2009. 7. 1 Joon-Kyung Kim KDI School of Public Policy and Management Korean Economic Development in Historic Perspective
Contents 1. Overall View of Korea’s Economic Transformation 2. Contributing Factors behind “Shared Growth” during the Take-off Period 3. Lessons from the Korean Experience
Achieving “shared growth” and democracy 1 Korea has been able to achieve rapid growth with equity since early 1960s. • Free from poverty and foreign aid, and becoming self- sufficient economy • Rapid transformation from light manufacturing to HCIs • (Heavy and Chemical Industries) • Joining the OECD confirms Korea’s economic advance • Economic development open the way to political democratization, all within one generation Korea’s performance of the growth with equity contradicts Kuznet’s hypothesis. • Kuznet’s hypothesis: Distribution of income would worsen during the early stage of industrialization.
Per Capita Income (US$) 2 6 20,240 18,372 16,291 Per Capita Income (US$) 14,193 11,432 10,000 Six 5-Year-Economic- Development Plans 7,355 Financial Crisis 5,000 Liberation from Japanese Colonial Rule 1,000(1977) OECD Member 100(1964) 89 67 1945 1953 1995 1970 1980 1990 1998 2004 2006 2007 1961 Source : Bank of Korea
Changes in Employment Structure 3 1963 2007 Agriculture / Fisheries 7.4% Service Manufacturing 17.6% Service Manufacturing 75.0% Agriculture / Fisheries Source : National Statistical Office
Rapid Growth and Low Income Inequality 4 Korea has been cited as one of successful countries with relatively low income inequality and rapid growth. <Gini coefficient and GDP per capita growth rate: 1965-1990> Gini coefficient Per capita GDP growth rate (%)
Reducing Poverty 5 Absolute poverty declined steeply from 48% in 1961 to less than 10% entering 1980s. <Absolute Poverty (%) : 1961-1993>
2.1 Initial Conditions before Take-off 7 Korea was war-torn and divided, and was one of the poorest country with per capita GNP of $89 in 1961 (101st out of 125 countries) • Vicious cycle of low savings and low growth * Domestic private savings : only 5% of GNP in 1961 “Korea’s prospect for development is anything but bright!” (World Bank report) “No hope for democratization” (The Times)
2.2 Outward-looking Development Strategy (1/3) 8 Policy shift from “Import Substitution” to “Export Promotion” in the early 1960s • Export-promotion policy focused on labor-intensive industries in view of abundant and well educated labor force • Key steps: Implementation of exchange rate reform (1964) and export incentive system such as export financing International Coordination with Japan and United States • Relations with Japan were normalized in 1965 despite fierce objection from Korean Citizens. • Dispatched Korean troops to the Vietnam War during 1965-1973 to support the US forces.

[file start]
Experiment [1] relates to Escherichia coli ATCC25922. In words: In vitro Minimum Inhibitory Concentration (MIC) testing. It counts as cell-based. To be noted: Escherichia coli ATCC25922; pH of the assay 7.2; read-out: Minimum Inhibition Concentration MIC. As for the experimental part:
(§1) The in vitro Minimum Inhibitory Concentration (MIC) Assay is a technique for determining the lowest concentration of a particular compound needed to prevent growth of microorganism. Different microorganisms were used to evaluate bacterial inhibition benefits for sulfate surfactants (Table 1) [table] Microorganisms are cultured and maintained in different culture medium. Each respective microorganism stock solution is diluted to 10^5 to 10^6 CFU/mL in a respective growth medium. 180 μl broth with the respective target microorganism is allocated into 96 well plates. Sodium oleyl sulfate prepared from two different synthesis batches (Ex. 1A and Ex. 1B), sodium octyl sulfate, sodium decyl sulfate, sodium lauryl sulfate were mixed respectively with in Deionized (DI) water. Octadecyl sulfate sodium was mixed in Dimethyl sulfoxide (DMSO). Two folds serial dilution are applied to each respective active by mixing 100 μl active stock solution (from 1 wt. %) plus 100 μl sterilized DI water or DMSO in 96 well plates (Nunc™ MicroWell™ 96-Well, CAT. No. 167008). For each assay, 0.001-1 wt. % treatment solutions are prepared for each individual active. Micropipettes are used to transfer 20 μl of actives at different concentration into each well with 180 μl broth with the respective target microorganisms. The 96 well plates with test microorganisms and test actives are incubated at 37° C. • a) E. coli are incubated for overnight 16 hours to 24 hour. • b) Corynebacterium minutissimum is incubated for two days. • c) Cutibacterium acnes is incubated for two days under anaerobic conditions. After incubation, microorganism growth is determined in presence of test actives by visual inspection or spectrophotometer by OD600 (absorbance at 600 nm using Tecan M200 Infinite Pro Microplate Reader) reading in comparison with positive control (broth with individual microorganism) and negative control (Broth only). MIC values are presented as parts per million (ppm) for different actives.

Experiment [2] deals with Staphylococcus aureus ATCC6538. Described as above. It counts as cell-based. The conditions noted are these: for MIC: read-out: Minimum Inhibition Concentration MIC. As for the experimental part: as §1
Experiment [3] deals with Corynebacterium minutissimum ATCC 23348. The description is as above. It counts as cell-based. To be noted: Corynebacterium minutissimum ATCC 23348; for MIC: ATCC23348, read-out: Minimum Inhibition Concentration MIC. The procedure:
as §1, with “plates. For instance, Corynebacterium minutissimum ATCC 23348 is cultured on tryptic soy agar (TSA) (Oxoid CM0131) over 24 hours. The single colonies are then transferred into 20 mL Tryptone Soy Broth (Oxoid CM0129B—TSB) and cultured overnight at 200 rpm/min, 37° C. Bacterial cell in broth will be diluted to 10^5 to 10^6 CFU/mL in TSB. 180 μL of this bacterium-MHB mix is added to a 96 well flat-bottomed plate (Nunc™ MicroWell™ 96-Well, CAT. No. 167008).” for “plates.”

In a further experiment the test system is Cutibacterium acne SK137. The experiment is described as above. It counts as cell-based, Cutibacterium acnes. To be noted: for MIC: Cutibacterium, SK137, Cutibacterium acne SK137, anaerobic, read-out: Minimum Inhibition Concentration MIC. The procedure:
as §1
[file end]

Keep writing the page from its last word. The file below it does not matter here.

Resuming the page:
<Annex 1> Japanese Reparations Fund 9 A total of reparations from Japan : US$ 500 million • 300 mil $: for free (Japanese grants), • 200 mil $: Japanese governmental loans (maturity: 20 years with • 7-year grace period, interest rate: 3.5%) • Use of the funds: construction of POSCO (Grant: 30.8 mil $, Loans: 88 mil $), Gyeongbu [Seoul-Busan] Express Way (6.9 mil $), and Soyang River Dam • Burma, Philippines, Indonesia, Vietnam also received reparations from Japan.
Anti-government demonstration against Normalization of relations with Japan on June 3, 1964
2 17 Gyeongbu [Seoul-Busan] Express Way
2.2 Outward-looking Development Strategy (2/3) 10 Export-driven policy focused on promoting heavy and chemical industries (HCIs) in the 1970s • Motivation: To secure national security interests * Nixon Doctrine (1969): “defense of each Asian nation lay in the individual nation itself” - Reduction of US forces stationed in Korea by a third in 1971 Iron and Steel Electronics Petro-Chemical Products Automobile Ship-building Machinery Policy Shift Toward HCI Development
2.2 Outward-looking Development Strategy (3/3) 11 Strong export promotion led to rapid export growth of 40% per year between 1964-80. In particular, focus on labor-intensive exports in the 1960s led to large employment opportunities. • Unemployment rate continued to decline steadily as employment opportunities outgrew the labor force
<Annex 3> Changes in Export Commodity Profile: From Light industry to HCI 13 Wig Textile Automobile Semiconductor, Mobile Phone, DTV, Display, Automobile, Ship-building, etc. Export Commodity Profile Semiconductor 79.8% HCI Product 50% Light Industry Product 14.1% Agricultural Product 6.1% 1980 1990 2003 1960 1970 1999
<Annex 4> Job creation 14 <Labor force growth, Employment growth, and Unemployment rate (%)>